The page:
Harman’s Ludwig: Automotive Connectivity to Rise in 2019

A manager at an automotive connectivity tech giant claims there will be an increase in adoption of such tech this year.

In an exclusive interview with TU-Automotive, Harman vice-president of epic experience Chris Ludwig predicted cloud connectivity would increase this year despite such functionality being vulnerable from a cyber-security perspective. Ludwig said: “There’s been a lot of press about cars becoming the mobility device of the future. I think there’s a lot of truth to that. Predominantly because we spend so much time in cars … I think there’s definitely going to be connectivity rises. I think more of our cars are becoming connected, both to the cloud services as well as the ability to get new things into the car with software-based experiences that enable users to customize as well as obtain the latest and greatest technology that’s out there”.

Ludwig also predicted ‘smart audio’ would be able to make autonomous vehicle back-up drivers’ journeys safer and more entertaining. He said: “On the safety side, if you think about it, we can render certain sounds in states in AVs that even regardless of their sitting configuration, we can use audio as a key communication protocol. Whether it’s a car coming from behind you or some notification sounds if you know you’re in between fully autonomous and driver-led states.”

He added that this “can lead to an enhanced experience by giving you some alerts and things that are not only meaningful for you but also, because they’re smart, can offer you some contextual awareness on location. So I think that’s a really key benefit of smart audio as a safety functionality. I think in terms of peer communication, being able to potentially interact with friends and even strangers in an autonomous type of environment, whether it’s a shared AV or an owned AV, I think offers some pretty unique use cases.”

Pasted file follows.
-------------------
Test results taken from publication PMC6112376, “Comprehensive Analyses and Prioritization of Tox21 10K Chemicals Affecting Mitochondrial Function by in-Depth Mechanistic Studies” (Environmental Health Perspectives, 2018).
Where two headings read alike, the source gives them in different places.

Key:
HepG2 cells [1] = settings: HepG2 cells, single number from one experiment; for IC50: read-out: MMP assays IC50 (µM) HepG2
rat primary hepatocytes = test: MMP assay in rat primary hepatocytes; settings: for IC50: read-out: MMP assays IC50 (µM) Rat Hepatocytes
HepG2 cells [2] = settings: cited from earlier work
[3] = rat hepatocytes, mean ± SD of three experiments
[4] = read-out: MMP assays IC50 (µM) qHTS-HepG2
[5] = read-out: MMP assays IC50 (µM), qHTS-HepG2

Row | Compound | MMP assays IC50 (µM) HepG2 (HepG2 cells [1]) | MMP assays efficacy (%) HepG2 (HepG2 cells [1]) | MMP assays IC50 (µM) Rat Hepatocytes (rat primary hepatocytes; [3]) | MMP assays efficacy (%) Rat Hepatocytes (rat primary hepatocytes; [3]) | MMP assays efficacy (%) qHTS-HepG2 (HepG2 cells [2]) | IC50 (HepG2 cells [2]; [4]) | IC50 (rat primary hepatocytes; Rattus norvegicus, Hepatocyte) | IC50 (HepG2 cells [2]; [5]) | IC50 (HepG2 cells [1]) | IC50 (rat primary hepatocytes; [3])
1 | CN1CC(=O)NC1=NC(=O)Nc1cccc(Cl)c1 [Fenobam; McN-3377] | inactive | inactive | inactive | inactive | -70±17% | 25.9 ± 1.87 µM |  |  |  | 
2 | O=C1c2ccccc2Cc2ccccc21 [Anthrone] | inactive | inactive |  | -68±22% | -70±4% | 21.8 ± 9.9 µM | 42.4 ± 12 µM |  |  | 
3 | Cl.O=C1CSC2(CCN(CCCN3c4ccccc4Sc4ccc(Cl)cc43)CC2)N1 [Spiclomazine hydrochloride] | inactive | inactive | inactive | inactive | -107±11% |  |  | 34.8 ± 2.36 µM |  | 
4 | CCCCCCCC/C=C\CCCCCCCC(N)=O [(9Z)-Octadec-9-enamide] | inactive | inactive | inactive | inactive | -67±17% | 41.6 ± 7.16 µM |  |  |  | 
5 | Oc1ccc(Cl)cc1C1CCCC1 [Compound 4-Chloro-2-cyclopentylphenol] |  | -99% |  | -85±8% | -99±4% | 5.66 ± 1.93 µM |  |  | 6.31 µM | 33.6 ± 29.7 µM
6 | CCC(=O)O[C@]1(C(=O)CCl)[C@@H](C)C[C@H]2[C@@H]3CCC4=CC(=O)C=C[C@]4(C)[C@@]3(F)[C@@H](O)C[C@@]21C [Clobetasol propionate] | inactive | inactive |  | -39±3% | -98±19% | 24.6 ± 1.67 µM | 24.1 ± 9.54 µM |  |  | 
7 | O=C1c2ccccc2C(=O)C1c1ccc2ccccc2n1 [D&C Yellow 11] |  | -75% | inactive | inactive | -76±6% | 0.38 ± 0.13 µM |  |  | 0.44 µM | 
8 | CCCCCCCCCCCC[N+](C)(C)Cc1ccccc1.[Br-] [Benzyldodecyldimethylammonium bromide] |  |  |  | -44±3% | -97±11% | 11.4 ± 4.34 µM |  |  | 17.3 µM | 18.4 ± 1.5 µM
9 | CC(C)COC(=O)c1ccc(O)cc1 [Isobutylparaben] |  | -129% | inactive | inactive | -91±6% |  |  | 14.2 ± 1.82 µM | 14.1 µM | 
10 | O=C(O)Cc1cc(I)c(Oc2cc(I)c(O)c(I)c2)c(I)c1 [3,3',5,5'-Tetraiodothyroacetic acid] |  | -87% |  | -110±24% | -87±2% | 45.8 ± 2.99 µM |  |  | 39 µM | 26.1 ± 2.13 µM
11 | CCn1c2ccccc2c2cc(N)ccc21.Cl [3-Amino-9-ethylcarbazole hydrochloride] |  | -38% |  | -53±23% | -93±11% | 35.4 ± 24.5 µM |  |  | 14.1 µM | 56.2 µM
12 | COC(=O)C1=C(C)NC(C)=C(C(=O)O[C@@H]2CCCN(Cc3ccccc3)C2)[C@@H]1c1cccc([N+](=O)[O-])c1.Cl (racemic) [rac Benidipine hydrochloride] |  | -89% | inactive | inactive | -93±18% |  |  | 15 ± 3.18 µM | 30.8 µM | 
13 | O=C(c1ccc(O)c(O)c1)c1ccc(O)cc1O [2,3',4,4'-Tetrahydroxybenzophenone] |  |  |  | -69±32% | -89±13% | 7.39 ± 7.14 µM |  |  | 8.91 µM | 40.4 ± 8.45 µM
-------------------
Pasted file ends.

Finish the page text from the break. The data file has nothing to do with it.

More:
Ludwig then claimed automakers are altering their cars’ seating arrangements to integrate smart audio and other AV-related technologies. “On seating, they kind of open up when, potentially, steering wheels vacate the vehicle. So you see concepts of seats facing each other or turning seats or moving seats. The interesting thing is from an audio perspective today, one of the good things for audio is we know where the seats are because we can optimize the audio for the seating experiences that are fixed. When seats start moving around, some of those known conditions that make our lives easier, in a lot of regards, kind of go away. So with smart audio and being able to recognize different seating locations, plus being able to price signal processing, so as to actually steer the sound regardless of your seating position, become very interesting problems that we can solve.”


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